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World Series trophies come to town
By Simon Wong
See the 2010 and 2012 World Series trophies at Hayward City Hall
-- The SF Giants and City of Hayward will host a reception at City Hall from 3:30 p.m. until 6 p.m. on Tuesday, March 12, 2013. Guests of honor will be the 2010 and 2012 World Series trophies and all are welcome to attend. SF Giants fans and other baseball supporters will have the opportunity to pose for photographs.
Hayward Police Department’s (PD) Lt. Sheryl Boykins wears many hats including that of the Hayward Junior Giants Commissioner for the City of Hayward, a post in which she has served for 12 years. Originally, as a Hayward PD Officer, she coached local children who enrolled in the Junior Giants program which is held during the summer vacation. As her professional career progressed, it became increasingly difficult to devote time as a coach. The Junior Giants’ invitation to become Commissioner of the Hayward League enabled her to continue her association with the program.
Youngsters who enroll in the Junior Giants program can play baseball in a non-competitive environment. It is geared toward those who are unable to join Little League because of financial issues, lack of knowledge of the game and similar constraints. It costs approximately $150 for a child to play in Little League, a substantial sum for a family on a very tight budget.
The Giants Community Fund finances the program which is facilitated by Hayward PD. Officers coach the young athletes and interact with them as sporting role models rather than as law enforcers. To continue to engage young people and assure the program’s future in Hayward, the Hayward League hires former participants, who are too old to qualify to play, as the next generation of coaches. Hayward PD organizes an annual basketball tournament in July to raise monies to enable the Junior Giants Fund to cover the following year’s stipends for young coaches.
In 2012, more than 500 children enrolled. They were organized into teams based on age group and, to some extent, ability. There are players with learning difficulties, partial sight and other issues requiring accommodation. Nobody is turned away unless staff finds the numbers too overwhelming. Although some might prefer a different field, baseball is played at Weekes Park, South Hayward. Conveniently, most children can walk there.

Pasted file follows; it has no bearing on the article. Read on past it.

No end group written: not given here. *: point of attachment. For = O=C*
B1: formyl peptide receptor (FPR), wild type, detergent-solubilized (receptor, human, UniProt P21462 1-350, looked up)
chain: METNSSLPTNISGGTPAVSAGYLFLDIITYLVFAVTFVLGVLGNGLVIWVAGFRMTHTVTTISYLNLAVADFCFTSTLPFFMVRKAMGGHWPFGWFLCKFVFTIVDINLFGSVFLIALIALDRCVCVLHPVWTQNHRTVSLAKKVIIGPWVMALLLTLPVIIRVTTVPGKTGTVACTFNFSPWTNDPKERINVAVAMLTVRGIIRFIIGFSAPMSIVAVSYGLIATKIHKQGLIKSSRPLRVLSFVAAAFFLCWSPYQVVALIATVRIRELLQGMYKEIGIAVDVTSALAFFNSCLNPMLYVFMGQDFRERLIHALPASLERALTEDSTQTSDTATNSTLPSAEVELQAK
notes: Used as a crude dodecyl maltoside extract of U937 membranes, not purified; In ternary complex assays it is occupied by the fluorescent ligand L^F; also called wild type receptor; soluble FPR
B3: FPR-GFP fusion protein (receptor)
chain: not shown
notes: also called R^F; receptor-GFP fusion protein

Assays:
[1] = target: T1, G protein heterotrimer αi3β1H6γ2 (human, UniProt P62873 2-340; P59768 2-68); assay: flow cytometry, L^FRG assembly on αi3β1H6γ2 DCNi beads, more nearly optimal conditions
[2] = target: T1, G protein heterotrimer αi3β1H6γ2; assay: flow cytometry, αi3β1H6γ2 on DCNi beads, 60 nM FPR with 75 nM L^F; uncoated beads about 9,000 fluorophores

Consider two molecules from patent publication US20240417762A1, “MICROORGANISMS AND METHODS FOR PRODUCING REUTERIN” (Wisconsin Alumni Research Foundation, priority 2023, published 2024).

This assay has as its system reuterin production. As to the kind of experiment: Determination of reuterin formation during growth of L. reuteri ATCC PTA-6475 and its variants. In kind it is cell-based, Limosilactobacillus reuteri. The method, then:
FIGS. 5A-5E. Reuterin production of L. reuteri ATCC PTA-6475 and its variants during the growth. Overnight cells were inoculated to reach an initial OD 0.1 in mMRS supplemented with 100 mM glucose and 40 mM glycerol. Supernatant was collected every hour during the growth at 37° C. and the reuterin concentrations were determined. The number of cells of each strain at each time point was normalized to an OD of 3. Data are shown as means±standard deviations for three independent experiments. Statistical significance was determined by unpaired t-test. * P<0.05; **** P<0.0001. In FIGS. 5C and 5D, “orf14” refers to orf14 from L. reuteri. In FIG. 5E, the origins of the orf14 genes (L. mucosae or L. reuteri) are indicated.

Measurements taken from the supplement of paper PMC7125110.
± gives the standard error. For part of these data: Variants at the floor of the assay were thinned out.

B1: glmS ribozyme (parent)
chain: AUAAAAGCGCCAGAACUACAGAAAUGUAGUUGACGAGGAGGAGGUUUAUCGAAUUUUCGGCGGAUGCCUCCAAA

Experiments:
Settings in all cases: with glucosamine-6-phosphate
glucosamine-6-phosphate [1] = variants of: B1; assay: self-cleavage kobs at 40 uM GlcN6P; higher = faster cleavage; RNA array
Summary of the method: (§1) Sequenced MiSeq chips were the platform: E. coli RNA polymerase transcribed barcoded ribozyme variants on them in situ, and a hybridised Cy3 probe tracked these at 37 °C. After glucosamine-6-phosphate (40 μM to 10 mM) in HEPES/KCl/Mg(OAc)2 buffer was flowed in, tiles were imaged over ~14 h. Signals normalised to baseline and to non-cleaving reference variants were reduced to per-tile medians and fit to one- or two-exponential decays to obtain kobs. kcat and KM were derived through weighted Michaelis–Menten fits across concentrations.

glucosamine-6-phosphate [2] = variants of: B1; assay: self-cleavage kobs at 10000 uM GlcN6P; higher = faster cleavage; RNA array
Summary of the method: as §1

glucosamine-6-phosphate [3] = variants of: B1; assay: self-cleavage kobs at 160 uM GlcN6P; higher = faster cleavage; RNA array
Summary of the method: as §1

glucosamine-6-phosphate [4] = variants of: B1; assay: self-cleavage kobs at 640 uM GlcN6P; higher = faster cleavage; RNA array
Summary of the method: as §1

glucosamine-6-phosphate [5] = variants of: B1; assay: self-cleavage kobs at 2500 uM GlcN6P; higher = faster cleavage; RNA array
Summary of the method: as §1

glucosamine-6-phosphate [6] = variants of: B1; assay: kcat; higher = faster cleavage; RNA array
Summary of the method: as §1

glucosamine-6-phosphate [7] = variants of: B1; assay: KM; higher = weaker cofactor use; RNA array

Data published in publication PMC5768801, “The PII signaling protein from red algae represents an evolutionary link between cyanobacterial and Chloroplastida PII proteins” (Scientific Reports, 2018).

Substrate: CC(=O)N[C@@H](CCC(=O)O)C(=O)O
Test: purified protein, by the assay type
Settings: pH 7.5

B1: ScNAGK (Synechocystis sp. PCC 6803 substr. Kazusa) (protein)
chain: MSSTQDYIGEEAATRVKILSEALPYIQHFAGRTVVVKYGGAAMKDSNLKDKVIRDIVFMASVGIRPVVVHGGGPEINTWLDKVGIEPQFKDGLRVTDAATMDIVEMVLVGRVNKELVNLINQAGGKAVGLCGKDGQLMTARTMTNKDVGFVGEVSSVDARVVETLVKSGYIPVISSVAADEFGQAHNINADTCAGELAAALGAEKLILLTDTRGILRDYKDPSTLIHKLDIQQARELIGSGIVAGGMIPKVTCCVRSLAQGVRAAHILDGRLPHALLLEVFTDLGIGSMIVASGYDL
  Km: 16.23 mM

“The Hayward League aims to instill and develop qualities in players, including leadership,” stated Boykins. “In 2012, a father took his eight-year old daughter to Target for new shoes. Customarily, she would leave her old ones behind and return home in her new footwear. On this occasion she refused the new items, explaining to her father that ‘this is not what leaders do,’ adamant the Junior Giants would not let her play in better kit than everyone else. She left the store barefoot. This was a family on a limited income and a young girl wrestling with her conscience. We were able to obtain backpacks, shoes and other items for her through Hayward Rotary and when we informed Target, they highlighted her.
“There is a former player who came up through the program and has learning disabilities. He joined when he was 10 and is 24-years old now and one of our coaches. All he wants is to be a Giant; sadly, that will never happen but he loves the SF Giants, wears their colors all the time, talks about them incessantly and is another of our success stories,” Boykins reflected.
The Junior Giants program, which is open to youngsters aged five to 15 years, has kept many on the straight and narrow. Rather than leave them generally unsupervised during the summer months, at an impressionable age and subject to peer pressure, they can play baseball in a safe environment. The Hayward Area Recreation and Park District allows the program free use of Weekes Park. Similarly, the “Let’s Do Lunch, Hayward… and Breakfast, Too” program provides free meals for the players and families. According to Boykins, it is impossible to put a monetary value on the program’s success; the rewards for all concerned are the personal and social values the program imbues.
“I had to write a proposal to the SF Giants explaining why the Trophies should come to Hayward. I highlighted our involvement with the Junior Giants and how the program has grown each year. One of the requirements that must be met, if the Trophies are to be displayed in our City, is at least 1,000 visitors. There are 500 children, plus parents, and we have engaged with Chabot and Cal State University’s Athletics Departments. The whole community is encouraged to attend,” explained Boykins. “How often do you have the opportunity to see the World Series Trophy? The SF Giants also request a $2 donation from anyone whose photo is taken with the Trophy for the benefit of the Junior Giants Fund.
“If there is an opportunity to volunteer or participate in some other way with our program, please get involved. This program is easy to fund; our overheads are low, so a few donations each year are the difference between the program’s continuation and demise. The Giants provide free shirts, hats, gloves… all the equipment. Baseball is the all-American game,” concluded Boykins.
For more information, contact Lt. Sheryl Boykins at (510) 293-7270 or at email@example.com
World Series Trophies Exhibit
Tuesday, March 12
3:30 – 6:00 p.m.
777 B Street, Hayward